Manual procedures, hand-written reports and paper-based systems are still common for critical activities such as recipe execution and raw material management. These isolated tools limit visibility into data and often delay responses to potential quality issues and regulatory requirements. Through digitalization, companies can achieve visibility of key data that, in turn, enables them to gain the necessary insight to drive improvements in quality and consistency.
Value chain
Rapidly-changing market and customer demands force frequent changes in production schedules. Adjustments as high as 25–45% each month are not uncommon. Planning and scheduling tools can help boost responsiveness and related profitability by incorporating key constraints – such as storage limitations and variable lead times – while minimizing excess inventory and off-spec production. Better scheduling capabilities can also boost asset utilization. At the same time, schedulers can see the impact of their decisions and make adjustments to avoid problems along the supply chain before they happen.
With targeted plant scheduling tools, the scheduler can rely on the model to inform decisions such as batch size determination, resource selection and batch sequencing. The technology enables better asset utilization and improved customer service by clarifying profit opportunities and extra costs in less than optimal operations.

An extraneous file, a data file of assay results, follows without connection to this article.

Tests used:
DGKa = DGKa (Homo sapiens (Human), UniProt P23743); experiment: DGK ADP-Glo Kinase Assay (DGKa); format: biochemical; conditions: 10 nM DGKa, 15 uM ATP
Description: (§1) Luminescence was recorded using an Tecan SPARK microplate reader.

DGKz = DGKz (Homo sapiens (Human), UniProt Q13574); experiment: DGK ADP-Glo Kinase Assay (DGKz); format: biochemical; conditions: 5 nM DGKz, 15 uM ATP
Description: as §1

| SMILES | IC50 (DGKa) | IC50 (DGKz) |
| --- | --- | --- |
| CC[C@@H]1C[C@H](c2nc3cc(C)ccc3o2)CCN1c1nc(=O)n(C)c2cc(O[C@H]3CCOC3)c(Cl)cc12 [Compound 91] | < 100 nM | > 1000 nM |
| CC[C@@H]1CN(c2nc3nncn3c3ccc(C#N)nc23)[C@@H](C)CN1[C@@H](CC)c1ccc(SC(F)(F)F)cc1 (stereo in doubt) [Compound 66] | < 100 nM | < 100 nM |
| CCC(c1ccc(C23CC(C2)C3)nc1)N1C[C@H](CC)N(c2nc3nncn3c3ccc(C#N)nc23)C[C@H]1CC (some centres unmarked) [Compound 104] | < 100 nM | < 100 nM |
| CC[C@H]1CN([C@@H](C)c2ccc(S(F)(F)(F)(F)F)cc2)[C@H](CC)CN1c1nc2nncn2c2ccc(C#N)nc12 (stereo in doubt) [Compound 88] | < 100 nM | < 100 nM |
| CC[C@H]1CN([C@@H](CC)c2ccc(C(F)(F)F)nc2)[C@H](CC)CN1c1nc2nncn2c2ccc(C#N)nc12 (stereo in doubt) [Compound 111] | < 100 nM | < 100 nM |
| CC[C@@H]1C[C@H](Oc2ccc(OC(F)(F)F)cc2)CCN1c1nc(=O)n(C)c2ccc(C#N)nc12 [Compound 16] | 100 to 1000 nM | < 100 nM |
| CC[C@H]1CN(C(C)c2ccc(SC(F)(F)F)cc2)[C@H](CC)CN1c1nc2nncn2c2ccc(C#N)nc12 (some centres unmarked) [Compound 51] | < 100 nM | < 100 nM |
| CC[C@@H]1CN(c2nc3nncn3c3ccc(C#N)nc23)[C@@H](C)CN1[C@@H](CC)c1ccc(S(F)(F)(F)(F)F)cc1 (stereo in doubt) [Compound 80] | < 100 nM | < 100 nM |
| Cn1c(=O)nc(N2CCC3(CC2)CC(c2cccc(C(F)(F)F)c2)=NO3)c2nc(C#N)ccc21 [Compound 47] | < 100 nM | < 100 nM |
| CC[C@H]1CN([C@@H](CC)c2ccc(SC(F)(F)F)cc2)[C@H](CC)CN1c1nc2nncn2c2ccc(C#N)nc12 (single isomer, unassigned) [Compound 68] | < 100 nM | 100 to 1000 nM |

The next step is vertical integration, which links manufacturing systems to scheduling. These systems can give visibility to storage tank levels, for example, so scheduling tools can decide when raw materials should be put in tanks and when they should be emptied. This link can also alert the scheduler if processes are taking longer than expected, allowing for adjustments across the plan.
Specialty-producer Criterion Catalyst & Technologies applied Aspen Plant Scheduler to its sales and operations planning process. Legacy tools provided less than three months visibility on asset availability, even as sales staff could not gain customer requirements in less than a six-month window. The redesigned scheduling process helped to better align customer demand timing with plant scheduling across 21 production lines at eight manufacturing sites.1
Benefiting from digital acceleration
Digital technologies allow specialty chemicals producers to address key market drivers such as accelerating innovation, optimizing the value chain and aligning with customer demands, effectively giving them a route map to future success.
The tools, services and solutions specialty chemicals producers need to manage their complex operations and achieve new levels of reliability and profitability are accessible to companies now. To take advantage of the opportunity, producers must first consider their primary business challenge and identify the relevant digital solution to adopt. That will set them on a path toward a more holistic approach to achieving optimum return over the asset lifecycle.
1.  Aspen Technology. Case Study: Transforming Sales and Operations Planning at Criterion. May 2016.